Given past abuses of authority that any GCSE student of history or politics can recite, it’s hard to imagine who in polite society would ever claim to be against human rights. Yet in the UK not only is the current government planning to pull out of the ECHR but it finds itself under investigation by the United Nations for “grave or systematic violations” of human rights with regards to welfare for the disabled. In a bad week for Cameron, the government also faced loud protests for bowing too low to a Chinese government condemned for its human rights abuses. More recently, the EU and British Government have been at odds over Britain’s substantial arms sales for the questionable activities of Saudi Arabia in Yemen. Are we now a rogue country, ourselves deserving of international opprobrium, or has there been a mistake?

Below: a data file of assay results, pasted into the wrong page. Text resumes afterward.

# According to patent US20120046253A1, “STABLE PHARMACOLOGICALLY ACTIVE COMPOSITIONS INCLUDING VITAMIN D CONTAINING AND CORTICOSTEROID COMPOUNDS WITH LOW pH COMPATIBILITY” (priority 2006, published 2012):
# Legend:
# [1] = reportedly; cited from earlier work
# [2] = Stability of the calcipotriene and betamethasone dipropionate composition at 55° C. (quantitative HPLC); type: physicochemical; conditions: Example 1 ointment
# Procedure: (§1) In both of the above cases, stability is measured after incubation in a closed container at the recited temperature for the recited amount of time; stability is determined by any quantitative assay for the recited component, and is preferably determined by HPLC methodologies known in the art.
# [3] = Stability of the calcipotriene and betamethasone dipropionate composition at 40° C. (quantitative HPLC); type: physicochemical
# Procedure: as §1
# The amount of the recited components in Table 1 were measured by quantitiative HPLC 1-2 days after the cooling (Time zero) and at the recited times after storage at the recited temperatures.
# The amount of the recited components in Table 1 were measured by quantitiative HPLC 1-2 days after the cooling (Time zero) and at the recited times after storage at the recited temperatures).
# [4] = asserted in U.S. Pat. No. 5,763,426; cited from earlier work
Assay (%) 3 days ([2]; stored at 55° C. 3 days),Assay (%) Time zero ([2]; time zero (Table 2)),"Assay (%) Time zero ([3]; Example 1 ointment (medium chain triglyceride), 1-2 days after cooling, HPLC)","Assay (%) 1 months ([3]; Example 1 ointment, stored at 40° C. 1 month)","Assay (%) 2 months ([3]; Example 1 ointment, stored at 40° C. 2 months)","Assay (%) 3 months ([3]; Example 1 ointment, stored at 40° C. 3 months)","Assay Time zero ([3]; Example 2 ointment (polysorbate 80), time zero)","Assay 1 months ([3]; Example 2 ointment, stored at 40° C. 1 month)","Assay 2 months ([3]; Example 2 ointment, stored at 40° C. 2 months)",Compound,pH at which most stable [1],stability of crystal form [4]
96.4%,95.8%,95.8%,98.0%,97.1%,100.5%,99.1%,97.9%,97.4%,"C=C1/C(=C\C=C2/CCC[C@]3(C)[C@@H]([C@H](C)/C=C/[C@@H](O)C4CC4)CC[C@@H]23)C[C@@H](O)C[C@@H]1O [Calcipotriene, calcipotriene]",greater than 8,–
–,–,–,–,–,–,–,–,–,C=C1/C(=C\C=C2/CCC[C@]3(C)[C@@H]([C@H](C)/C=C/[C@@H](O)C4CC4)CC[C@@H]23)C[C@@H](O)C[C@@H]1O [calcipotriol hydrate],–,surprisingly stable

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ROGUE STATESMAN

When David Cameron claims, as he is currently doing, that Britain needs to withdraw from the European Convention on Human Rights he seems to be pitting the European Court of Justice as the King John of today against whom he is asserting some rights to sovereignty. But time has moved on and the serfs are no longer without franchise. Now he is the robber baron against whom the people are asserting their right to protection.